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1.  Coenzyme Q supplementation in pulmonary arterial hypertension 
Redox Biology  2014;2:884-891.
Mitochondrial dysfunction is a fundamental abnormality in the vascular endothelium and smooth muscle of patients with pulmonary arterial hypertension (PAH). Because coenzyme Q (CoQ) is essential for mitochondrial function and efficient oxygen utilization as the electron carrier in the inner mitochondrial membrane, we hypothesized that CoQ would improve mitochondrial function and benefit PAH patients. To test this, oxidized and reduced levels of CoQ, cardiac function by echocardiogram, mitochondrial functions of heme synthesis and cellular metabolism were evaluated in PAH patients (N=8) in comparison to healthy controls (N=7), at baseline and after 12 weeks oral CoQ supplementation. CoQ levels were similar among PAH and control individuals, and increased in all subjects with CoQ supplementation. PAH patients had higher CoQ levels than controls with supplementation, and a tendency to a higher reduced-to-oxidized CoQ ratio. Cardiac parameters improved with CoQ supplementation, although 6-minute walk distances and BNP levels did not significantly change. Consistent with improved mitochondrial synthetic function, hemoglobin increased and red cell distribution width (RDW) decreased in PAH patients with CoQ, while hemoglobin declined slightly and RDW did not change in healthy controls. In contrast, metabolic and redox parameters, including lactate, pyruvate and reduced or oxidized gluthathione, did not change in PAH patients with CoQ. In summary, CoQ improved hemoglobin and red cell maturation in PAH, but longer studies and/or higher doses with a randomized placebo-controlled controlled design are necessary to evaluate the clinical benefit of this simple nutritional supplement.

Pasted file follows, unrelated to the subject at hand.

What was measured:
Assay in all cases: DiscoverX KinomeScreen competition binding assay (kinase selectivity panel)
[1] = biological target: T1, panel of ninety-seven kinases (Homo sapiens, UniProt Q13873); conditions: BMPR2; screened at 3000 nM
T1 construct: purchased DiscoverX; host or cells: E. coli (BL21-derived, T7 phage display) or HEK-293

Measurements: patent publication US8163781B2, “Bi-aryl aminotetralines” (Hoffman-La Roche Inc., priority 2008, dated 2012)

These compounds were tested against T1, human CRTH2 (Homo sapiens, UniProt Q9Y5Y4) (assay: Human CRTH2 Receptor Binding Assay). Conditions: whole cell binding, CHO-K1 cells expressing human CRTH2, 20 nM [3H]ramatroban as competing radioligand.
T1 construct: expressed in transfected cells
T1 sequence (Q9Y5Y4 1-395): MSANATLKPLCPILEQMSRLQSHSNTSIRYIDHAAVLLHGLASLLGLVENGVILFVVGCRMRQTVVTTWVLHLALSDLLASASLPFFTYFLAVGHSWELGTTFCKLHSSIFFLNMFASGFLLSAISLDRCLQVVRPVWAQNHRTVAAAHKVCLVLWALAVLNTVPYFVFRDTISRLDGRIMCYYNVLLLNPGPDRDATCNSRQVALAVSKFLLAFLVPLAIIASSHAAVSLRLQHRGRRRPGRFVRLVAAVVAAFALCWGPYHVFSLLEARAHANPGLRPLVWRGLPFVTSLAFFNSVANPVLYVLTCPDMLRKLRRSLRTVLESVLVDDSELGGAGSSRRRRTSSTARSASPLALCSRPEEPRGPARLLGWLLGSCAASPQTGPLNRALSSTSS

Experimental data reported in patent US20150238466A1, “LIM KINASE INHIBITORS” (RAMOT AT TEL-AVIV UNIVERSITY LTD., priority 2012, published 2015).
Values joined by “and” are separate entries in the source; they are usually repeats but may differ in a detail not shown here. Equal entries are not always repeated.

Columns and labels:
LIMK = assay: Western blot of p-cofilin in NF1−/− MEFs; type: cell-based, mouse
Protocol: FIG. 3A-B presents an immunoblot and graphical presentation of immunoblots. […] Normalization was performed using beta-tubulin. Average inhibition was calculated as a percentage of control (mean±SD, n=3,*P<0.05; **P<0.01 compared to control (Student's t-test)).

Graphical abstract
Highlights
•Pulmonary arterial hypertension (PAH) is characterized by mitochondrial dysfunction.•Co-enzymeQ (CoQ) is important for mitochondria function.•CoQ supplementation improved heart function and red cell production in PAH.•The findings support the concept of mitochondrial-targeted therapies for PAH.
doi:10.1016/j.redox.2014.06.010
PMCID: PMC4143816  PMID: 25180165
Pulmonary hypertension; Mitochondria; Coenzyme Q; Hemoglobin; Heart failure; Metabolism
2.  Fasting 2-Deoxy-2-[18F]fluoro-d-glucose Positron Emission Tomography to Detect Metabolic Changes in Pulmonary Arterial Hypertension Hearts over 1 Year 
Background: The development of tools to monitor the right ventricle in pulmonary arterial hypertension (PAH) is of clinical importance. PAH is associated with pathologic expression of the transcription factor hypoxia-inducible factor (HIF)-1α, which induces glycolytic metabolism and mobilization of proangiogenic progenitor (CD34+CD133+) cells. We hypothesized that PAH cardiac myocytes have a HIF-related switch to glycolytic metabolism that can be detected with fasting 2-deoxy-2-[18F]fluoro-d-glucose positron emission tomography (FDG-PET) and that glucose uptake is informative for cardiac function.